Two kinds of recipes

October 2, 2010

Remember that knitted baby cardigan I mentioned a few weeks ago? Well, I still haven’t finished it but at least the body is as good as done and practically all that’s missing now are the sleeves. By now it’s even recognizable as a cardigan which is something of an achievement considering that I more or less made up the pattern myself…

The yarn I’m using for this project consists entirely of leftovers from [m]’s stash. To me these three different colourways of Holst supersoft 100% uld seemed to go together well, so I decided to turn them into a striped asymmetrical garter stitch baby cardigan. I then spent a considerable amount of time browsing through Ravelry to find a suitable pattern but somehow I couldn’t find one that would have produced the garment I had envisioned. My first choice would have been Joji Locatelli’s Garter Stitch Baby Kimono but I wasn’t sure if its diagonal neckline would look good with horizontal stripes. I also fancied Lili Comme Tout’s Garter Stitch Raglan Baby Cardi but that, of course, isn’t asymmetrical. Then I took into consideration Kristi Porter’s Baby Bulky Asymmetrical Cardigan but, alas, here the sleeves are constructed in a way that would have rendered it impossible to make them striped. So in the end I took ideas and inspirations from all three of them and, by throwing in some of my experience from knitting Sara Morris’ Offset Wraplan, distilled them into something new.

Now, last time I wrote about this project was because I’d realized how my knitting habits actually mirrored my reading habits. This time it’s because I realized that the way I came up with the pattern resembles a certain way of cooking I occasionally resort to…

In general my approach to cooking is just the usual 4-step-procedure: 1) Ask yourself: What shall you have for lunch/dinner? 2) Decide on a recipe. 3) Get the ingredients you need for the chosen recipe. 4) Do the cooking according to the instructions in the recipe. Every now and then, however, I’ll go for a different approach, i.e.: Check your fridge and pantry for leftovers and decide on a recipe based on the ingredients you have at hand. That’s actually what I did just the other night: What we had left was, at first glance, a batch of fresh spinach, a can of tuna and loads of pasta. So I glanced through our cookbooks and found a handful of recipes that would have worked with those ingredients. One of them, though, suggested adding sun-dried tomatoes, another one suggested adding pine nuts, a third one suggested seasoning the dish with a dash of lemon juice. Amazingly enough, on closer inspection, our fridge and pantry revealed half a lemon, half a jar of sun-dried tomatoes and a pack of cashews that could serve as pine nut substitutes. In the end I came up with a dish that mixed ideas from three different recipes plus some of my own. No matter how improvised it was, it turned out surprisingly delicious.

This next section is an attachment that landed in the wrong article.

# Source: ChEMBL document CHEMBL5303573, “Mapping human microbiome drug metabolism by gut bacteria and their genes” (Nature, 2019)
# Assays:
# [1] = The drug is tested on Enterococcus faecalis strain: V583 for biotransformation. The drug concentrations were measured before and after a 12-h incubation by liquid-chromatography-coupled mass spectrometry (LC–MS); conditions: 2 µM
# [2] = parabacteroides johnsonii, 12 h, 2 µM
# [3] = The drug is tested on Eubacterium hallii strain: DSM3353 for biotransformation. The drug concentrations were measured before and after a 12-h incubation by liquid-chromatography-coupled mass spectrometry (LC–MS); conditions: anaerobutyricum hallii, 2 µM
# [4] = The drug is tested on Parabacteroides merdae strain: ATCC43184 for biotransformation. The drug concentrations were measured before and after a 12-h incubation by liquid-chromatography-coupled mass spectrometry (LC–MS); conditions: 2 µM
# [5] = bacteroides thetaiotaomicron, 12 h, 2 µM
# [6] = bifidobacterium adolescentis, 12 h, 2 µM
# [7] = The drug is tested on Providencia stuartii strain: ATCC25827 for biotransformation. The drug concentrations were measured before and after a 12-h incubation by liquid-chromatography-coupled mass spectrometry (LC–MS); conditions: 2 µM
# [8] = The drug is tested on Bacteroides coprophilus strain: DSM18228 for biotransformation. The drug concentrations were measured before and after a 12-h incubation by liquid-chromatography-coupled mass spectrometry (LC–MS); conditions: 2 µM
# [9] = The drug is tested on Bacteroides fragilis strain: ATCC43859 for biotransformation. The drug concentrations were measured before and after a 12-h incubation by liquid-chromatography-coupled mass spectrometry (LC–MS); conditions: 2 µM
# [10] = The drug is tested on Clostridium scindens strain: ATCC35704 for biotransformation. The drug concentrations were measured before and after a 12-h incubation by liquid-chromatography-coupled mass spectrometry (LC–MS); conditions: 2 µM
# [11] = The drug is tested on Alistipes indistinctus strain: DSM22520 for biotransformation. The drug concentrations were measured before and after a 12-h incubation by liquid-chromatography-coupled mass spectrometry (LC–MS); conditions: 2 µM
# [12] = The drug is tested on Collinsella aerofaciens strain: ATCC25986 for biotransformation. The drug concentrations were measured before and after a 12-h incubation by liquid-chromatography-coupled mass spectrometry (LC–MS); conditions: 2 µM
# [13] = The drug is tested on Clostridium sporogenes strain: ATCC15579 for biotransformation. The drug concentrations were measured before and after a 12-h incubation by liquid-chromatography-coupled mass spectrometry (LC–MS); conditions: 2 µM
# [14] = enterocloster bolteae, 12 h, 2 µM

I don’t know what took me so long to realize it but my invention of that baby cardigan really did follow the same basic principals as that particular kind of cooking: Check out what leftovers you have at your disposition, look at a number of recipes/patterns to get inspirations, then adapt them to fit your ingredients. Hm, I guess there is a reason why knitting patterns sometimes are called “knitting recipes“…

P.S.: Just in case you’re interested, here’s that spinach/tuna/pasta recipe I came up with the other night:

1) Heat some olive oil in a pan, add a clove of garlic, a small red onion and some celery (all of which finely chopped), fry it for a little while, then add the spinach and saute it until the leaves are wilted. Season with salt and pepper.

2) Cook the pasta according to the package instructions.

3) Chop up a handful of cashews and heat them in a pan until they’re slightly toasted.

4) Heat some more olive oil in a large pot, add the tuna, fry it for a couple of minutes, season it with lemon juice. Add the spinach plus a handful of chopped sun-dried tomatoes. Add the pasta and the toasted cashews. Give it a good stir so that all the ingredients get mixed up. Serve and enjoy.